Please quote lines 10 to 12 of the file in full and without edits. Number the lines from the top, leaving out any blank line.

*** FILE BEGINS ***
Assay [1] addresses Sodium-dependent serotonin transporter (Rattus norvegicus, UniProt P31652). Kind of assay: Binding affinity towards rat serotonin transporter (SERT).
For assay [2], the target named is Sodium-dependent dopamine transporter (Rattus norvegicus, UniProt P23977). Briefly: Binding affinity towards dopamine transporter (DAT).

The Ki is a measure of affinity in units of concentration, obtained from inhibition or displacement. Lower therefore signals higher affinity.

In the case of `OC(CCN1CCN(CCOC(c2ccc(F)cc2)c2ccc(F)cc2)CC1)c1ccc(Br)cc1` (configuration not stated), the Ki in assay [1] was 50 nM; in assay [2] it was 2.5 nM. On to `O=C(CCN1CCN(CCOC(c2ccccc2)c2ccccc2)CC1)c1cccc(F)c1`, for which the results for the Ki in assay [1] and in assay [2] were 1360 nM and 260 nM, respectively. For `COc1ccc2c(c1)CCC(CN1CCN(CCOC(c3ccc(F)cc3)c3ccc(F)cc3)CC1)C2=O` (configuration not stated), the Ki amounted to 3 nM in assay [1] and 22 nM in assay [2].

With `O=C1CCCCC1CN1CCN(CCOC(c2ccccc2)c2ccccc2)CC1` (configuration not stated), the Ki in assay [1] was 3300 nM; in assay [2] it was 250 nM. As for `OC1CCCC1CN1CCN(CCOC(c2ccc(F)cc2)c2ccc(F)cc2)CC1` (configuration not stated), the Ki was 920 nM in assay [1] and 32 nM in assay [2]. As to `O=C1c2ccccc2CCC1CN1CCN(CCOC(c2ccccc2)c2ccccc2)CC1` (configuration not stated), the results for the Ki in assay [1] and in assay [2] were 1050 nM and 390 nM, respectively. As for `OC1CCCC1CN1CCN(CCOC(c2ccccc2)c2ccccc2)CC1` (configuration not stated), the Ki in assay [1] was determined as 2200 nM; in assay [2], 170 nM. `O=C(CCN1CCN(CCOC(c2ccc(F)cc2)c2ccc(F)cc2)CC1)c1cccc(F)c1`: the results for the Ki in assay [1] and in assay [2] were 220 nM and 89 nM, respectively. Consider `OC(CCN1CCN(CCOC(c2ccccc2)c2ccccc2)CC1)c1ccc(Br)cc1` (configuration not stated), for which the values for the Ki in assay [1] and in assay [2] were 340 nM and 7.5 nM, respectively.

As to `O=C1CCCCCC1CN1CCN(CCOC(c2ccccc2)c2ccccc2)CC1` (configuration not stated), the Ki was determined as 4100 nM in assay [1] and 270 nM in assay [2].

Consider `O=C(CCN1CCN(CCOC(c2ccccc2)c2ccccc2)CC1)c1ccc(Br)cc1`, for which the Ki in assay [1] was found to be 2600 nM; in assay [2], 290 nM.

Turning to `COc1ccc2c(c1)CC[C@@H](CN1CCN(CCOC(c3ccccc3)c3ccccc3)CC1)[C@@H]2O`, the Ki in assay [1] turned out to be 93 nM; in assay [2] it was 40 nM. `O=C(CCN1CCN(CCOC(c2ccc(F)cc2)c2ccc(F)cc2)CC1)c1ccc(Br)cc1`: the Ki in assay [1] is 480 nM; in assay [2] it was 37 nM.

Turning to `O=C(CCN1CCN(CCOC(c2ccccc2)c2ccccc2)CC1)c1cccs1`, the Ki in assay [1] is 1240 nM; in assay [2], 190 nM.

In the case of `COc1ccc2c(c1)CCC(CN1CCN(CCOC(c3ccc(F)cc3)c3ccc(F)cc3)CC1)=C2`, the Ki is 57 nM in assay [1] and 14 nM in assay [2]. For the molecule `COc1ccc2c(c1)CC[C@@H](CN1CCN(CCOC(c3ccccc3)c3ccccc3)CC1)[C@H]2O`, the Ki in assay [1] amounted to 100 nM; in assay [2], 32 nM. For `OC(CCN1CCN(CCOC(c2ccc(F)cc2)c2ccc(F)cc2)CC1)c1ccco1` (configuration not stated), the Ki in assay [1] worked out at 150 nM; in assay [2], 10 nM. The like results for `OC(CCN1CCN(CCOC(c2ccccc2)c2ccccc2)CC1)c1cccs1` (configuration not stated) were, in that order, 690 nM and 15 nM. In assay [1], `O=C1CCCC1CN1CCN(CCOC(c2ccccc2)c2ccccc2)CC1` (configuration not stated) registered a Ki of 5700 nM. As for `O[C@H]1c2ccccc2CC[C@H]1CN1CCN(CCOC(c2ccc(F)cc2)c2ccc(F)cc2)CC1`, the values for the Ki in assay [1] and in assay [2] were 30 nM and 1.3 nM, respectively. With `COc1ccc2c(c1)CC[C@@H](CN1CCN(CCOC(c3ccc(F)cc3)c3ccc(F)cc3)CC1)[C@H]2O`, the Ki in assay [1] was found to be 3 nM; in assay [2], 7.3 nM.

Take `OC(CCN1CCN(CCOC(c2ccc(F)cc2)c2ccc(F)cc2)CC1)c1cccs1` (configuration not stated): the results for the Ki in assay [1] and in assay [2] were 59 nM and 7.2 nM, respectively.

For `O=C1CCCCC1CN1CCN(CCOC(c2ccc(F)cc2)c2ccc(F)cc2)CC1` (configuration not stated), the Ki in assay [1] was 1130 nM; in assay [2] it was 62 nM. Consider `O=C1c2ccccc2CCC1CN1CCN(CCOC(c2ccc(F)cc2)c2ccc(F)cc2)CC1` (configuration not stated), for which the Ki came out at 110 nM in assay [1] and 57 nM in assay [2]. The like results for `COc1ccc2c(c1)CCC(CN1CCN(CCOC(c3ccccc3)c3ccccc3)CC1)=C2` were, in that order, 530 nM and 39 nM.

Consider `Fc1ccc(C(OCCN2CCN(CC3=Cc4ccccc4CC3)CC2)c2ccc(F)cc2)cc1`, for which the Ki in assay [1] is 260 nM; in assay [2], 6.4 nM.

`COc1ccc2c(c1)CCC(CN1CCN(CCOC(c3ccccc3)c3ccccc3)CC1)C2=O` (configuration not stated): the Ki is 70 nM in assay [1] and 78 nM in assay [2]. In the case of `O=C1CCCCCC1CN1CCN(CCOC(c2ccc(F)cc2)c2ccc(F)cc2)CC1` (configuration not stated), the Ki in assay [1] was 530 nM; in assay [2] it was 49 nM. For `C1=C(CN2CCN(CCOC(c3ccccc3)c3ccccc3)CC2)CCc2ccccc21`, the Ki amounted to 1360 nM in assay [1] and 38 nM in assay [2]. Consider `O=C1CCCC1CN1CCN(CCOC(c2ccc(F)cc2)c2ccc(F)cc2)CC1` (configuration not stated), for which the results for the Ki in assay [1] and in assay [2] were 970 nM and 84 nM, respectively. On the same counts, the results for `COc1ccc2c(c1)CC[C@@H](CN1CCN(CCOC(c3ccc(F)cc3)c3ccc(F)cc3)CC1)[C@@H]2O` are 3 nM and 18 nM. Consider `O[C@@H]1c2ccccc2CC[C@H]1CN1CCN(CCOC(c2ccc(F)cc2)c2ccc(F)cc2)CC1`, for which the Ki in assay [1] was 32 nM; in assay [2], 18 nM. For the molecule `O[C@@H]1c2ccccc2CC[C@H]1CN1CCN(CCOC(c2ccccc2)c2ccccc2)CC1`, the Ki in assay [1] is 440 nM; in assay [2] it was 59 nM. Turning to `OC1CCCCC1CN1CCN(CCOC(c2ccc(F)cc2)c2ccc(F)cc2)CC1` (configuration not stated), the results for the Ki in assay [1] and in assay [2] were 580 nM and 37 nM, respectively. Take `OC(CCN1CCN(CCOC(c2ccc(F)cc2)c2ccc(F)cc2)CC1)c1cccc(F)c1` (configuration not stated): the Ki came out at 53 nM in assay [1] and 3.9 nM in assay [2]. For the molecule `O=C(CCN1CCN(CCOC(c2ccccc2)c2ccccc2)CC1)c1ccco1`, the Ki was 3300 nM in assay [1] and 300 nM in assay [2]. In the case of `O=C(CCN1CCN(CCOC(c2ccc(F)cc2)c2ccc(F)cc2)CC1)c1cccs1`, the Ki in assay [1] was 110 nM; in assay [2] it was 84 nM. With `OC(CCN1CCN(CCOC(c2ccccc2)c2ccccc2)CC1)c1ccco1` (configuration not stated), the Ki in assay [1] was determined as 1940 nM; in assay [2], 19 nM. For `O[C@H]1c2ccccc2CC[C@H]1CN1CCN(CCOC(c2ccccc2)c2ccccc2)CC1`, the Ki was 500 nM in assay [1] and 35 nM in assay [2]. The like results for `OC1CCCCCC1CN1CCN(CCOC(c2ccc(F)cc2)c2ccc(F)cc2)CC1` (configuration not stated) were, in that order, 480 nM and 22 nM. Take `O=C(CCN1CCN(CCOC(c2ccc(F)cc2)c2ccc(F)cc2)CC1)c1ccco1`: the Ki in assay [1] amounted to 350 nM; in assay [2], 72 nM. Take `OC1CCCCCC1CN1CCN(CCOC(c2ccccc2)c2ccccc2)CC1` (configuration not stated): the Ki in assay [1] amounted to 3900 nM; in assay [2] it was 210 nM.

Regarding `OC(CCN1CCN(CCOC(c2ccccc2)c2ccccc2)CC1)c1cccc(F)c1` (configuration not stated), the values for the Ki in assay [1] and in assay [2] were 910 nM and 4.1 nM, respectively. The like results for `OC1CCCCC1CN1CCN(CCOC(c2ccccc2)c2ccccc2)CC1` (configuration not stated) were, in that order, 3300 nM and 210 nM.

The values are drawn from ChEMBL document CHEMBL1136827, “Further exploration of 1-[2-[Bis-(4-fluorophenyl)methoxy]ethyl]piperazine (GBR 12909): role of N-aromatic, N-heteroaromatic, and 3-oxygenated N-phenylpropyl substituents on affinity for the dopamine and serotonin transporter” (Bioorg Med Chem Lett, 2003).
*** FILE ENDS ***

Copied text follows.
In the case of `COc1ccc2c(c1)CCC(CN1CCN(CCOC(c3ccc(F)cc3)c3ccc(F)cc3)CC1)=C2`, the Ki is 57 nM in assay [1] and 14 nM in assay [2]. For the molecule `COc1ccc2c(c1)CC[C@@H](CN1CCN(CCOC(c3ccccc3)c3ccccc3)CC1)[C@H]2O`, the Ki in assay [1] amounted to 100 nM; in assay [2], 32 nM. For `OC(CCN1CCN(CCOC(c2ccc(F)cc2)c2ccc(F)cc2)CC1)c1ccco1` (configuration not stated), the Ki in assay [1] worked out at 150 nM; in assay [2], 10 nM. The like results for `OC(CCN1CCN(CCOC(c2ccccc2)c2ccccc2)CC1)c1cccs1` (configuration not stated) were, in that order, 690 nM and 15 nM. In assay [1], `O=C1CCCC1CN1CCN(CCOC(c2ccccc2)c2ccccc2)CC1` (configuration not stated) registered a Ki of 5700 nM. As for `O[C@H]1c2ccccc2CC[C@H]1CN1CCN(CCOC(c2ccc(F)cc2)c2ccc(F)cc2)CC1`, the values for the Ki in assay [1] and in assay [2] were 30 nM and 1.3 nM, respectively. With `COc1ccc2c(c1)CC[C@@H](CN1CCN(CCOC(c3ccc(F)cc3)c3ccc(F)cc3)CC1)[C@H]2O`, the Ki in assay [1] was found to be 3 nM; in assay [2], 7.3 nM.

Take `OC(CCN1CCN(CCOC(c2ccc(F)cc2)c2ccc(F)cc2)CC1)c1cccs1` (configuration not stated): the results for the Ki in assay [1] and in assay [2] were 59 nM and 7.2 nM, respectively.

For `O=C1CCCCC1CN1CCN(CCOC(c2ccc(F)cc2)c2ccc(F)cc2)CC1` (configuration not stated), the Ki in assay [1] was 1130 nM; in assay [2] it was 62 nM. Consider `O=C1c2ccccc2CCC1CN1CCN(CCOC(c2ccc(F)cc2)c2ccc(F)cc2)CC1` (configuration not stated), for which the Ki came out at 110 nM in assay [1] and 57 nM in assay [2]. The like results for `COc1ccc2c(c1)CCC(CN1CCN(CCOC(c3ccccc3)c3ccccc3)CC1)=C2` were, in that order, 530 nM and 39 nM.